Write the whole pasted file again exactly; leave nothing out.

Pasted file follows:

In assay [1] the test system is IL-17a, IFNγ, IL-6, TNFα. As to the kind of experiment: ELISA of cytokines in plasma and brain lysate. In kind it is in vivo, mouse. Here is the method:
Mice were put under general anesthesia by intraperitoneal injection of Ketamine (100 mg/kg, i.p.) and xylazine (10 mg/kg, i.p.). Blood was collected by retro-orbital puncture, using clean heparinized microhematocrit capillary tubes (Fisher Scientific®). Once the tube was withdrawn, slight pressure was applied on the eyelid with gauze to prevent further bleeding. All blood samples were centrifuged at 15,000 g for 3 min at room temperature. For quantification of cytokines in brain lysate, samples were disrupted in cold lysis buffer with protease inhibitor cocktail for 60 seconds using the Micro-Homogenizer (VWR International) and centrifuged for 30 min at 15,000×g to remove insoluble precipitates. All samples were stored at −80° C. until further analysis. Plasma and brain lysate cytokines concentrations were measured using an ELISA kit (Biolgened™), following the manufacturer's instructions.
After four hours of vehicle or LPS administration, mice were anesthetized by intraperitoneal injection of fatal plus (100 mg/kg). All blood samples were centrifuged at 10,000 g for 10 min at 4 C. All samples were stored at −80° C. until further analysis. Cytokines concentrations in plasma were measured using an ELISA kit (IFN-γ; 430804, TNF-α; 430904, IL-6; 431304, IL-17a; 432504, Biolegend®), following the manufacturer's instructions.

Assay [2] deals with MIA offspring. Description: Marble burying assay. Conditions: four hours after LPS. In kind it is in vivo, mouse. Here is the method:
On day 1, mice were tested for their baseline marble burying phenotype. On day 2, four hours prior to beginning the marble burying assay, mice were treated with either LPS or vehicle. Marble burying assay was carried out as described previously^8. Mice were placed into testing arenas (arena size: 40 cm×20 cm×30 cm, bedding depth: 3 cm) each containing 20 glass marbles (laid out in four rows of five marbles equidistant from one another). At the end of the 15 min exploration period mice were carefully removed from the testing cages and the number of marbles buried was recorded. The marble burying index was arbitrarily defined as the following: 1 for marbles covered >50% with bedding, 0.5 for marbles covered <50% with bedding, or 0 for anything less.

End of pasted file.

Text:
In assay [1] the test system is IL-17a, IFNγ, IL-6, TNFα. As to the kind of experiment: ELISA of cytokines in plasma and brain lysate. In kind it is in vivo, mouse. Here is the method:
Mice were put under general anesthesia by intraperitoneal injection of Ketamine (100 mg/kg, i.p.) and xylazine (10 mg/kg, i.p.). Blood was collected by retro-orbital puncture, using clean heparinized microhematocrit capillary tubes (Fisher Scientific®). Once the tube was withdrawn, slight pressure was applied on the eyelid with gauze to prevent further bleeding. All blood samples were centrifuged at 15,000 g for 3 min at room temperature. For quantification of cytokines in brain lysate, samples were disrupted in cold lysis buffer with protease inhibitor cocktail for 60 seconds using the Micro-Homogenizer (VWR International) and centrifuged for 30 min at 15,000×g to remove insoluble precipitates. All samples were stored at −80° C. until further analysis. Plasma and brain lysate cytokines concentrations were measured using an ELISA kit (Biolgened™), following the manufacturer's instructions.
After four hours of vehicle or LPS administration, mice were anesthetized by intraperitoneal injection of fatal plus (100 mg/kg). All blood samples were centrifuged at 10,000 g for 10 min at 4 C. All samples were stored at −80° C. until further analysis. Cytokines concentrations in plasma were measured using an ELISA kit (IFN-γ; 430804, TNF-α; 430904, IL-6; 431304, IL-17a; 432504, Biolegend®), following the manufacturer's instructions.

Assay [2] deals with MIA offspring. Description: Marble burying assay. Conditions: four hours after LPS. In kind it is in vivo, mouse. Here is the method:
On day 1, mice were tested for their baseline marble burying phenotype. On day 2, four hours prior to beginning the marble burying assay, mice were treated with either LPS or vehicle. Marble burying assay was carried out as described previously^8. Mice were placed into testing arenas (arena size: 40 cm×20 cm×30 cm, bedding depth: 3 cm) each containing 20 glass marbles (laid out in four rows of five marbles equidistant from one another). At the end of the 15 min exploration period mice were carefully removed from the testing cages and the number of marbles buried was recorded. The marble burying index was arbitrarily defined as the following: 1 for marbles covered >50% with bedding, 0.5 for marbles covered <50% with bedding, or 0 for anything less.